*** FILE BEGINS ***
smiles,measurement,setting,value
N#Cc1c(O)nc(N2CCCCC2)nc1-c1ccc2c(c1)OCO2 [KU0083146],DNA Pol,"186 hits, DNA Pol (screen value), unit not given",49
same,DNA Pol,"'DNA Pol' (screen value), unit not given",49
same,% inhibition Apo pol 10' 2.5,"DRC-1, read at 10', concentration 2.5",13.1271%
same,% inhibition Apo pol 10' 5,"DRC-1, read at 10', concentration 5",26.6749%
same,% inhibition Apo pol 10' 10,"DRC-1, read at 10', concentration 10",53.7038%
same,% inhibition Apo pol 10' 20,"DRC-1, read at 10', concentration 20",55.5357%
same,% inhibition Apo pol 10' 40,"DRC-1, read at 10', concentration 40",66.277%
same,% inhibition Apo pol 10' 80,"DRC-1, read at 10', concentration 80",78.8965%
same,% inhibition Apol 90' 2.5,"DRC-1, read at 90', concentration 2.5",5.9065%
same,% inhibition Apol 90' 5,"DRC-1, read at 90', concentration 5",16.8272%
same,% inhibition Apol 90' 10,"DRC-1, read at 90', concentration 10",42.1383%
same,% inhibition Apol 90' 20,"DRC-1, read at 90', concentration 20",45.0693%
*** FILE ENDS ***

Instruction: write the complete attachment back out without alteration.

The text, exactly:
smiles,measurement,setting,value
N#Cc1c(O)nc(N2CCCCC2)nc1-c1ccc2c(c1)OCO2 [KU0083146],DNA Pol,"186 hits, DNA Pol (screen value), unit not given",49
same,DNA Pol,"'DNA Pol' (screen value), unit not given",49
same,% inhibition Apo pol 10' 2.5,"DRC-1, read at 10', concentration 2.5",13.1271%
same,% inhibition Apo pol 10' 5,"DRC-1, read at 10', concentration 5",26.6749%
same,% inhibition Apo pol 10' 10,"DRC-1, read at 10', concentration 10",53.7038%
same,% inhibition Apo pol 10' 20,"DRC-1, read at 10', concentration 20",55.5357%
same,% inhibition Apo pol 10' 40,"DRC-1, read at 10', concentration 40",66.277%
same,% inhibition Apo pol 10' 80,"DRC-1, read at 10', concentration 80",78.8965%
same,% inhibition Apol 90' 2.5,"DRC-1, read at 90', concentration 2.5",5.9065%
same,% inhibition Apol 90' 5,"DRC-1, read at 90', concentration 5",16.8272%
same,% inhibition Apol 90' 10,"DRC-1, read at 90', concentration 10",42.1383%
same,% inhibition Apol 90' 20,"DRC-1, read at 90', concentration 20",45.0693%